CUSTOM FRAME

Humans selectively edit reality before accepting it, a review of decades of social and economic behavior shows

Knowledge is power, so the saying goes, which makes it all the more striking how determined humans are to avoid useful information. Research in psychology, economics, and sociology has, over the course of several decades, highlighted countless examples of cases where humans are apt to ignore information. A review of these earlier studies by Carnegie Mellon University researchers, published this month in the Journal of Economic Literature, shows the extent to which humans avoid information and so selectively edit their own reality.

Rather than highlighting all the myriad ways humans fail to proactively seek out useful information, the paper’s authors focus on active information avoidance: Cases where individuals know information is available and have free access to that information, yet choose not to consider it. Examples of this phenomenon, revealed by the previous studies, include investors not looking at their financial portfolios when the stock market is down; patients taking STD tests and then failing to obtain the results; professionals refusing to look at their colleagues’ feedback on their work; and even the propensity of wealthy people to avoid poor neighborhoods so they don’t feel awareness of and guilt over their own privilege.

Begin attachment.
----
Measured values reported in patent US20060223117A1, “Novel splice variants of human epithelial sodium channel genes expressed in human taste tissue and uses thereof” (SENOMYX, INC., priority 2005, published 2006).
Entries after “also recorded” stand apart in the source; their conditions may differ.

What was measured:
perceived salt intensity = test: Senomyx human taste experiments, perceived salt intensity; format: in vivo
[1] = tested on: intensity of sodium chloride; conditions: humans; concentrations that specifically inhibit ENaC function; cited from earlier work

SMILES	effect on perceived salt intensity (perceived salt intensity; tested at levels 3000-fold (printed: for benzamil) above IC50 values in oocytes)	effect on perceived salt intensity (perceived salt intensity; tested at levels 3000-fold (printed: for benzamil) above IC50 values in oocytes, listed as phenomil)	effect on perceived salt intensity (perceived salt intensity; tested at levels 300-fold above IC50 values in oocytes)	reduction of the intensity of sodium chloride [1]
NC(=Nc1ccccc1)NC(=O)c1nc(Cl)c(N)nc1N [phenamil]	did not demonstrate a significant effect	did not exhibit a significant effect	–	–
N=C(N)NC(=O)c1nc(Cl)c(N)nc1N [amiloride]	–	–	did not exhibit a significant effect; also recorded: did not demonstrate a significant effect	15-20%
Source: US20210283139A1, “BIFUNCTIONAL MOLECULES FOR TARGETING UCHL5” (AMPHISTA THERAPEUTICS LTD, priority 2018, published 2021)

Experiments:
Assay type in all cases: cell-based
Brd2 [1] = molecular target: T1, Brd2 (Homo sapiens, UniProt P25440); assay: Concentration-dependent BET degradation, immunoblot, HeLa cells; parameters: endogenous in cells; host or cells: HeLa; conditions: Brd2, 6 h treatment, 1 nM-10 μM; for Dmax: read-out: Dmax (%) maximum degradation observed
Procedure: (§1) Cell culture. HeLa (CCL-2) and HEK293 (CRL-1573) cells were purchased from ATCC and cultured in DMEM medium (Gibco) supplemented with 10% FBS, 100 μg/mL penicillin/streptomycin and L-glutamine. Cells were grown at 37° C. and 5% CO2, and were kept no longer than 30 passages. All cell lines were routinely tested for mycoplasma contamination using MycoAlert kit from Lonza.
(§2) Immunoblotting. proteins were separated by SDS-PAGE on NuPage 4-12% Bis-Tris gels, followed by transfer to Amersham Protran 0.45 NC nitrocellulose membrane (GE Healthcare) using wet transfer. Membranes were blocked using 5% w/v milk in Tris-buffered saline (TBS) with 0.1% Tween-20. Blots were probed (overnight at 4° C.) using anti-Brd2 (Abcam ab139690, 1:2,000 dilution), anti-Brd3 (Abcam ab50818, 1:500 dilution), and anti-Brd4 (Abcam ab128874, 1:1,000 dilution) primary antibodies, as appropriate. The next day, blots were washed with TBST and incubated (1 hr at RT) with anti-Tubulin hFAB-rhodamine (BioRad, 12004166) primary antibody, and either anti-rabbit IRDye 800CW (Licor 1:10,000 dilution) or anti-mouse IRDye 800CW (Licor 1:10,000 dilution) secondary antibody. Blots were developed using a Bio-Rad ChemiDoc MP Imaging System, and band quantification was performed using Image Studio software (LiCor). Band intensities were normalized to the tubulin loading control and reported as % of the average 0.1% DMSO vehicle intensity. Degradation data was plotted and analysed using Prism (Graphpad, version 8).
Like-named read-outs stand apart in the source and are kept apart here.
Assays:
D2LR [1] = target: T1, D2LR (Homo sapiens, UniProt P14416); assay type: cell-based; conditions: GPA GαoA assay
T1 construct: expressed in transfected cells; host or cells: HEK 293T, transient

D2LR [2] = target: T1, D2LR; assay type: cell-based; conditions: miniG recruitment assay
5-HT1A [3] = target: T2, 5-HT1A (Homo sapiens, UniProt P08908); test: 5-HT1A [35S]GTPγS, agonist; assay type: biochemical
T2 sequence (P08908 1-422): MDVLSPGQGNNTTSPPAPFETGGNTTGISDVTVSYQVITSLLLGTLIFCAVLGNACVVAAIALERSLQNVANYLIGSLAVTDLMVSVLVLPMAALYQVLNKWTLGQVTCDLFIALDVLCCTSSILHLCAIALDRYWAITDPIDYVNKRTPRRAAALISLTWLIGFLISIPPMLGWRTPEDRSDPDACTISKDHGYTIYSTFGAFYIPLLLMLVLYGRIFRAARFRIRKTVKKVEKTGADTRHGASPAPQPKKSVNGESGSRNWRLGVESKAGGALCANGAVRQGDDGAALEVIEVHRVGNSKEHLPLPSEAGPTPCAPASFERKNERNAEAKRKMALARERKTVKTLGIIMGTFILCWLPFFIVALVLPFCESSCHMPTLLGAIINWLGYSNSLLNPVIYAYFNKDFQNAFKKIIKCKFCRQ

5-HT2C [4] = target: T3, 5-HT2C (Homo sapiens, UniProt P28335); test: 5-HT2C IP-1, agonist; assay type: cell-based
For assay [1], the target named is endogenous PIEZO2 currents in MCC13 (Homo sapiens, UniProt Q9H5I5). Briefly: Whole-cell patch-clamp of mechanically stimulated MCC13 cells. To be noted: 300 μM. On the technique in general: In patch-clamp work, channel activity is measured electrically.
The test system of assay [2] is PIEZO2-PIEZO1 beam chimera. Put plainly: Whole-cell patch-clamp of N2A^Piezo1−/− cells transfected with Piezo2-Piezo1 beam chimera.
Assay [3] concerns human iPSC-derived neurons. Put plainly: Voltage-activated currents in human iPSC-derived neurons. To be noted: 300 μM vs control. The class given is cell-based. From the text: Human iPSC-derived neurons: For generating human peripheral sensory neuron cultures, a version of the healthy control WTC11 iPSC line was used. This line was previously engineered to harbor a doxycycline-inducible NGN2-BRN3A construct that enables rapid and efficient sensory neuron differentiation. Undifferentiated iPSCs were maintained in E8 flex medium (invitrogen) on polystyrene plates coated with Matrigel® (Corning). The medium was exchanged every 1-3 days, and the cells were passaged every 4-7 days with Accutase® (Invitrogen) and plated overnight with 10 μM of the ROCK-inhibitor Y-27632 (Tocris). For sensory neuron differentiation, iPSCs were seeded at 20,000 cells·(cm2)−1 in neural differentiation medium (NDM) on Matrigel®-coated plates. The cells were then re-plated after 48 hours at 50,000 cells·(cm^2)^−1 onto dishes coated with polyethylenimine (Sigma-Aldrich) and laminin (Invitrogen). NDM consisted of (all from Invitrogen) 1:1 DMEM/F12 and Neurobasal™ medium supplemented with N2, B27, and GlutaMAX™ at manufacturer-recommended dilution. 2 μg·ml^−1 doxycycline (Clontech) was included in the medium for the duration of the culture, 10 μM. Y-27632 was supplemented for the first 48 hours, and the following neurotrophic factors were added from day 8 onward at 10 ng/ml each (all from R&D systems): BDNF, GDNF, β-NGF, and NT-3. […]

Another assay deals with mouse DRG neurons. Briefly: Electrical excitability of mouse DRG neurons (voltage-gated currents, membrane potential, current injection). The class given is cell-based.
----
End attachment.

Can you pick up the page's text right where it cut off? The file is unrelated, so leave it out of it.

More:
Building off the many studied examples of information avoidance, the authors show humans have developed a variety of methods to maintain their ignorance. Physically avoiding sites of information (such as the STD clinic or poorer neighborhoods, in the examples mentioned above) is one common tactic, as are inattention—humans are wont to stop paying attention when presented with information that doesn’t suit their worldview—and simply forgetting inconvenient information.

Though humans’ knee-jerk tendency to edit reality into a version that suits ourselves means we can never be confident that we’ve truly grasped all available information, this predisposition does have benefits. For example, there are times when honest, factual information can make us truly unhappy.

“People do it for a reason,” Russell Golman, assistant professor of social and decision sciences and one of the authors said in a statement. “Those who do not take a genetic test can enjoy their life until their illness can’t be ignored, an inflated sense of our own abilities can help us to pursue big and worthwhile goals, and not looking at our financial investments when markets are down may keep us from selling in a panic.”

Information can bring with it unhappy news, new responsibilities, reasons for anxiety, or the uncomfortable need to re-examine pre-existing opinions. Sometimes, simply looking the other way makes us happier.

Unfortunately, this same information avoidance allows for the political and social media bubbles that have arisen in recent years, in which people choose to ignore any perspective other than their own. Humans are so prone to information avoidance that we’re easily able to bury our heads in the sand and refuse to change our mind or engage with the broader picture. Plus, even the most potentially dispiriting information (such as medical results) can be incredibly important and useful. Ignorance may be bliss, but it often isn’t healthy.

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